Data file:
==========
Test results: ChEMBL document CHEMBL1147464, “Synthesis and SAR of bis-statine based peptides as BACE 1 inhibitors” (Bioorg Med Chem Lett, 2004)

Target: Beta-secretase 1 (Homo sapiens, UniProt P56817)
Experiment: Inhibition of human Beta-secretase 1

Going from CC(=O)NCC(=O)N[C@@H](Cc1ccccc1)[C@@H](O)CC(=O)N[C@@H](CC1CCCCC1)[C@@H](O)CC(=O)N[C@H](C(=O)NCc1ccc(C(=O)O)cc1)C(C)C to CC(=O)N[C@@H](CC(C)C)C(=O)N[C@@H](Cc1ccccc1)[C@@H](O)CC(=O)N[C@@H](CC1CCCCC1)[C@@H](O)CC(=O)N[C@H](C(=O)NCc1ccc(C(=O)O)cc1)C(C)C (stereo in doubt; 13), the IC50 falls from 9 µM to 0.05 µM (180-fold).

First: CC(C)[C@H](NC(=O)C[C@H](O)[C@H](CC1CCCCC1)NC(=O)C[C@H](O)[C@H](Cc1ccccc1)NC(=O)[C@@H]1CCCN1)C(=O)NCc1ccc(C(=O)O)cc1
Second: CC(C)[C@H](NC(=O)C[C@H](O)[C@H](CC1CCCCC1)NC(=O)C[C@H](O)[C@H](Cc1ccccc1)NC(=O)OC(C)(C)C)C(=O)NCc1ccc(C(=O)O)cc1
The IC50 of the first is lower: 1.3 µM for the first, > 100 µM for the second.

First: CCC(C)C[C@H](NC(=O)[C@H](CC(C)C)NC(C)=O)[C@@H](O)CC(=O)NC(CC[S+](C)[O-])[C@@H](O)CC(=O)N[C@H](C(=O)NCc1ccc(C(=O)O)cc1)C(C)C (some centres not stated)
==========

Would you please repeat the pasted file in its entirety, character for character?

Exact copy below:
Test results: ChEMBL document CHEMBL1147464, “Synthesis and SAR of bis-statine based peptides as BACE 1 inhibitors” (Bioorg Med Chem Lett, 2004)

Target: Beta-secretase 1 (Homo sapiens, UniProt P56817)
Experiment: Inhibition of human Beta-secretase 1

Going from CC(=O)NCC(=O)N[C@@H](Cc1ccccc1)[C@@H](O)CC(=O)N[C@@H](CC1CCCCC1)[C@@H](O)CC(=O)N[C@H](C(=O)NCc1ccc(C(=O)O)cc1)C(C)C to CC(=O)N[C@@H](CC(C)C)C(=O)N[C@@H](Cc1ccccc1)[C@@H](O)CC(=O)N[C@@H](CC1CCCCC1)[C@@H](O)CC(=O)N[C@H](C(=O)NCc1ccc(C(=O)O)cc1)C(C)C (stereo in doubt; 13), the IC50 falls from 9 µM to 0.05 µM (180-fold).

First: CC(C)[C@H](NC(=O)C[C@H](O)[C@H](CC1CCCCC1)NC(=O)C[C@H](O)[C@H](Cc1ccccc1)NC(=O)[C@@H]1CCCN1)C(=O)NCc1ccc(C(=O)O)cc1
Second: CC(C)[C@H](NC(=O)C[C@H](O)[C@H](CC1CCCCC1)NC(=O)C[C@H](O)[C@H](Cc1ccccc1)NC(=O)OC(C)(C)C)C(=O)NCc1ccc(C(=O)O)cc1
The IC50 of the first is lower: 1.3 µM for the first, > 100 µM for the second.

First: CCC(C)C[C@H](NC(=O)[C@H](CC(C)C)NC(C)=O)[C@@H](O)CC(=O)NC(CC[S+](C)[O-])[C@@H](O)CC(=O)N[C@H](C(=O)NCc1ccc(C(=O)O)cc1)C(C)C (some centres not stated)